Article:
- According to an April survey by nonprofit trade association Independent Cosmetic Manufacturers and Distributors of 80 of its members, more than half registered revenue decreases of greater than 30% and 15% registered revenue decreases of greater than 75% since the coronavirus took hold in the United States.
- Only 14% of ICMAD's survey respondents report their companies are financially stable enough to survive beyond six months, and 30% predict they will be out of business in 90 days if beauty industry conditions don't turn around.
- Manufacturers’ strategies have ranged from short-term stopgap measures, most prominently switching to hand sanitizer production, to a longer-term focus on product categories predicted to be relatively strong amid the public health and economic crisis.
- Dynamic Blending is an example of a beauty manufacturer that's pivoted quickly during the pandemic. Hand sanitizers are currently responsible for at least half of its daily output of 60,000 to 80,000 units.
- With the prospects for brick-and-mortar businesses such as beauty stores, spas and salons highly uncertain, cosmetic manufacturers creating products for them have uncertain futures, too. Cosmetic manufacturers catering to e-commerce, direct-sales and big-box players are better positioned.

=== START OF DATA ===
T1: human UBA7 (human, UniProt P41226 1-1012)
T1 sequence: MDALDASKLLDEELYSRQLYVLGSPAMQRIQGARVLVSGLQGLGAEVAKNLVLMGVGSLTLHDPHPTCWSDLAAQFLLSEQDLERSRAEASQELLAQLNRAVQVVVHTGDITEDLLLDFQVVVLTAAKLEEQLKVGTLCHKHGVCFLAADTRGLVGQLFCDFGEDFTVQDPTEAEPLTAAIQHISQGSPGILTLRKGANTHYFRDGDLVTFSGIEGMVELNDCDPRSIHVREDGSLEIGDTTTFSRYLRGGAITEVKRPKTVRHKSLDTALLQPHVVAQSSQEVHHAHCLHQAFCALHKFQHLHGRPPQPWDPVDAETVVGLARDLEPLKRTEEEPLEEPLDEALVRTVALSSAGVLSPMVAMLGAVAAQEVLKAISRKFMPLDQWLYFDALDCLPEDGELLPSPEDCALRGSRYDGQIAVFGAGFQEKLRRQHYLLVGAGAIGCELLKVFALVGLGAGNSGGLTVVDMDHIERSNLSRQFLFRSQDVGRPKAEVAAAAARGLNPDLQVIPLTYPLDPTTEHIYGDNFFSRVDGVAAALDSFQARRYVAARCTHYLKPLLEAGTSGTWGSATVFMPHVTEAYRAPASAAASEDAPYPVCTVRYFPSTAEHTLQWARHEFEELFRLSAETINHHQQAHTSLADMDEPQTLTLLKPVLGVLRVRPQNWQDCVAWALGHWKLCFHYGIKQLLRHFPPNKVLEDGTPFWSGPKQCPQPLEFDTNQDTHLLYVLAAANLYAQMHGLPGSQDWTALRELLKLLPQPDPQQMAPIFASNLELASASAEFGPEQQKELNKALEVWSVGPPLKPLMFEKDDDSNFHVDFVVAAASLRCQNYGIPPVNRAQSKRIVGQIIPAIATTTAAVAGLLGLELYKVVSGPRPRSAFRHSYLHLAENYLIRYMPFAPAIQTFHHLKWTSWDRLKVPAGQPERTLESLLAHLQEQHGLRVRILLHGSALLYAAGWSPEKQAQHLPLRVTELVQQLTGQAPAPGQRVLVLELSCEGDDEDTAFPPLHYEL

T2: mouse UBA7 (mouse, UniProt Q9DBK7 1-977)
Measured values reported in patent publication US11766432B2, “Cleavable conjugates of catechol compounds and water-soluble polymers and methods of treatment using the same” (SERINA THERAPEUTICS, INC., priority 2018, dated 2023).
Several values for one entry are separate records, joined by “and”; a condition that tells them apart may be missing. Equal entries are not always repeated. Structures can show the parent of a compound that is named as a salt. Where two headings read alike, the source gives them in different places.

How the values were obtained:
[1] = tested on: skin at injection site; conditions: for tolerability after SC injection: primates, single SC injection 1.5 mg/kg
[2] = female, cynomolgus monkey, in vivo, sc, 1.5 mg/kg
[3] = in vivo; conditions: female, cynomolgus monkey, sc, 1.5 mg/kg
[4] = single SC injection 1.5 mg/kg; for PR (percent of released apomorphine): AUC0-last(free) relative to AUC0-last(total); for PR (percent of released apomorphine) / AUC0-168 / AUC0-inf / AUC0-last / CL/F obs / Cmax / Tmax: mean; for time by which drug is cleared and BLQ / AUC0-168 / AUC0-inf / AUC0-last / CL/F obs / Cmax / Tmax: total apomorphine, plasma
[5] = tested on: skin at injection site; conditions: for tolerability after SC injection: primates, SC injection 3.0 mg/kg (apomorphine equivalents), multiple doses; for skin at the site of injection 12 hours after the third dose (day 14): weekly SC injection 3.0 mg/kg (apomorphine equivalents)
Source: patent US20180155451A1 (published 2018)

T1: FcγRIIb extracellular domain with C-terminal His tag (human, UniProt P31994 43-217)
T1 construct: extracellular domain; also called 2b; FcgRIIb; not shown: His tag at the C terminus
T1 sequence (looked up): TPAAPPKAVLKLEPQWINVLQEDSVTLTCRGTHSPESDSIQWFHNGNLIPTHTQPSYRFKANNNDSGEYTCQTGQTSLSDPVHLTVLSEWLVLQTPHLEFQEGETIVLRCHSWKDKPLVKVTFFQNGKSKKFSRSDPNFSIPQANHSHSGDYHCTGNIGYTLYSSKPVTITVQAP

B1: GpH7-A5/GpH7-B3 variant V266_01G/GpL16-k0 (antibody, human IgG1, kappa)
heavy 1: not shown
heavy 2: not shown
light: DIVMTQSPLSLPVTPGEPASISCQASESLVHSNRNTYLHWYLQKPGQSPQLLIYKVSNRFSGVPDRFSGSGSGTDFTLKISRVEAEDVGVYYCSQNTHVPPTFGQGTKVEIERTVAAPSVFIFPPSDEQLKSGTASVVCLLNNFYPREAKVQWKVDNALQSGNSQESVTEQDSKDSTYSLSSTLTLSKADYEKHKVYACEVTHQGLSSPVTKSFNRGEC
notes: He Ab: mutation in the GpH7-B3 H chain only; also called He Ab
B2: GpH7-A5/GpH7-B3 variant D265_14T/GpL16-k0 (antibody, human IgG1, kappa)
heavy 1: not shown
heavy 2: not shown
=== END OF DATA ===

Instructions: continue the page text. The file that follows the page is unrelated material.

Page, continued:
- Cosmetic manufacturing executives are working to identify product categories that will be robust as the pandemic's effects continue. They consider hygiene-oriented products, essential personal care items and clean beauty as bright spots.
- Prior to the pandemic, M&A activity in the cosmetic manufacturing sector was hot. During it, activity has cooled off. However, the sector's struggles could provide opportunities for acquirers looking up to snap up assets at lower valuations.
- With so many unknowns about the course of the pandemic, cosmetic manufacturers don't anticipate a rapid turnaround for their sector. Amy Hart, chief innovation officer at Aurora, Colo.-based Elevation Labs, says, "I believe we could see some of these challenges stretch into mid-2021, but hopefully that is overly pessimistic."